[Python-ideas] Multi Statement Lambdas

Tobias Kohn kohnt at tobiaskohn.ch
Sun Oct 21 15:40:00 EDT 2018

  it might just be a detail, but Python does not even have  
single-statement lambdas.  The body of a lambda is an expression  
yielding a value, not a statement.

Function languages (from which the idea of the Lambda in Python  
probably came from) do not have statements at all.  Something like the  
example with "y = x+1; y*2" given earlier is usually expressed as a  
let-expression, which is syntactic sugar for a lambda itself.  Hence,  
the example could actually be written in Python like so (I am not  
saying it is beautiful, but just that it is possible ^_^):
  arr.map( lambda x: (lambda y:y*2)(x+1) )
Or, if you prefer (this seems to me to be syntactically very close to  
the original):
  arr.map( lambda x: (lambda y=x+1: y*2)() )

Moreover, in Python 3.8, we will have assignments in expressions, and  
(even though I obviously can't test this) I wonder if you could then  
write the same thing as:
  arr.map( lambda x: (y := x+1, y*2)[1] )

I guess, the original request is therefore not really about having  
multi-statement lambdas, but more about extending lambdas to anonymous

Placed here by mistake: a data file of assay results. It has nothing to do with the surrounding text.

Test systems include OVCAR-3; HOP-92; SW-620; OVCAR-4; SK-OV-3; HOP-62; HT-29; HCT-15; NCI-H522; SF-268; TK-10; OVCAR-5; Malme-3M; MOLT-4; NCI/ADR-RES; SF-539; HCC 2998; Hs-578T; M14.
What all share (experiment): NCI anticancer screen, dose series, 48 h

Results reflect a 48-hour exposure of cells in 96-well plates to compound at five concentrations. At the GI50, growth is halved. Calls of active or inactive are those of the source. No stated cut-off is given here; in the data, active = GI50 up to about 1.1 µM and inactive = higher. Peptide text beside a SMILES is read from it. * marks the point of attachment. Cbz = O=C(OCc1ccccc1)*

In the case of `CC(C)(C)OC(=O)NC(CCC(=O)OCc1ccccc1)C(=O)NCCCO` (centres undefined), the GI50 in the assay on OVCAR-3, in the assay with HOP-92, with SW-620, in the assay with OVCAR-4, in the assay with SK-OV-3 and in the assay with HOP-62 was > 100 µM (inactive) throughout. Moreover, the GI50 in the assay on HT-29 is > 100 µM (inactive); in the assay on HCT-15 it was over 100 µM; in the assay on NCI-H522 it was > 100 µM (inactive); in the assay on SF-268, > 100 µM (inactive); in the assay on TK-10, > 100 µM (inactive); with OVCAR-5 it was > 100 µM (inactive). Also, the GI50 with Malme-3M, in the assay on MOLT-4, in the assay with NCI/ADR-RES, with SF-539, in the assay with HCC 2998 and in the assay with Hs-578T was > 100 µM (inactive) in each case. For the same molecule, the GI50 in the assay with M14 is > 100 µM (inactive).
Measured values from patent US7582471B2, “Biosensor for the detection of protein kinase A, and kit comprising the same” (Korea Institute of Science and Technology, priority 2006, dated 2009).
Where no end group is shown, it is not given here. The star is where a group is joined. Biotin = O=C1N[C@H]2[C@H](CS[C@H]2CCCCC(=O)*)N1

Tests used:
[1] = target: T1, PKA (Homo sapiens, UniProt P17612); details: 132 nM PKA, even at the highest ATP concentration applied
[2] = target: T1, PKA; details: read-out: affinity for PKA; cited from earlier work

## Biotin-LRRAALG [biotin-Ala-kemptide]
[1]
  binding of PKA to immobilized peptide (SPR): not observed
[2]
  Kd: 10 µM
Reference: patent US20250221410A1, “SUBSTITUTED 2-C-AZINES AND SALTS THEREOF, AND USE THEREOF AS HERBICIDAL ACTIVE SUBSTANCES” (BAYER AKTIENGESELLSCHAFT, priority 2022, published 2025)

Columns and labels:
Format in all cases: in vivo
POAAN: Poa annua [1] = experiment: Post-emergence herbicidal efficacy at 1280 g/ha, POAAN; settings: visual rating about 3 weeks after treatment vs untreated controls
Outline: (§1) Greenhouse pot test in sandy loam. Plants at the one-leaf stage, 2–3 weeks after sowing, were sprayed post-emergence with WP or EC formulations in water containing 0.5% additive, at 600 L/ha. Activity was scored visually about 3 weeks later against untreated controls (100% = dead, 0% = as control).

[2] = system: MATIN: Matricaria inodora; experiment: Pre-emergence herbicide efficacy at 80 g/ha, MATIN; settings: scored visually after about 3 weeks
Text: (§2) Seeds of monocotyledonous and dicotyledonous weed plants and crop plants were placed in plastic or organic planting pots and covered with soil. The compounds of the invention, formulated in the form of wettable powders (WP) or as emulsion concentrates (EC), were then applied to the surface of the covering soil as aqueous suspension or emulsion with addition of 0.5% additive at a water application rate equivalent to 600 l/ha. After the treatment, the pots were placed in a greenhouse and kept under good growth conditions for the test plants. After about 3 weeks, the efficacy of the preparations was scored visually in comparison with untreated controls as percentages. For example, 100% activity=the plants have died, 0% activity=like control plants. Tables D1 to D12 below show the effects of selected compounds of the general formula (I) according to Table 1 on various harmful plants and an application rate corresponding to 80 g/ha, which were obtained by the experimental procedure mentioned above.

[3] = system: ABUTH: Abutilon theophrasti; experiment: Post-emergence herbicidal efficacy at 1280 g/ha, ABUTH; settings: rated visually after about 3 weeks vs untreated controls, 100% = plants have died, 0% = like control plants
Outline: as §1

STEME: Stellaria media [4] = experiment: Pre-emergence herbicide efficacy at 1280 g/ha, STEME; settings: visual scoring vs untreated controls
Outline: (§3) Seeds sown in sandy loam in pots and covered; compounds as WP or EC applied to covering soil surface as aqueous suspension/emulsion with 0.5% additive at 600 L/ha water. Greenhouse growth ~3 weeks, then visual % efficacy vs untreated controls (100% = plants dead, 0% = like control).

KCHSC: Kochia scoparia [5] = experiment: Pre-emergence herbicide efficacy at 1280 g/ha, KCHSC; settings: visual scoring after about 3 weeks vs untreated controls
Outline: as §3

functions with the possibility to have full statements inside the body.

Finally, I absolutely agree with that good naming is paramount for  
understandable code.  But IMHO, good naming means that I write a small  
/named/ function (describing its intent) if its body contains more  
than just a simple expression, anyway.


Quoting Anders Hovmöller <boxed at killingar.net>:

>> A powerful general purpose language should not limit itself to one  
>> statement in a closure.
> Nitpick on language: It doesn't. Lambdas are not the only way to do  
> a closure.
> It's important to be precise when discussing these things.
>> Lets add mutli-statement lambdas to python either with just curly  
>> braces or with an indent based machine.
> Mostly it's just better with a function. Do you have some more  
> compelling examples where you can't use a function smoothly?
> / Anders
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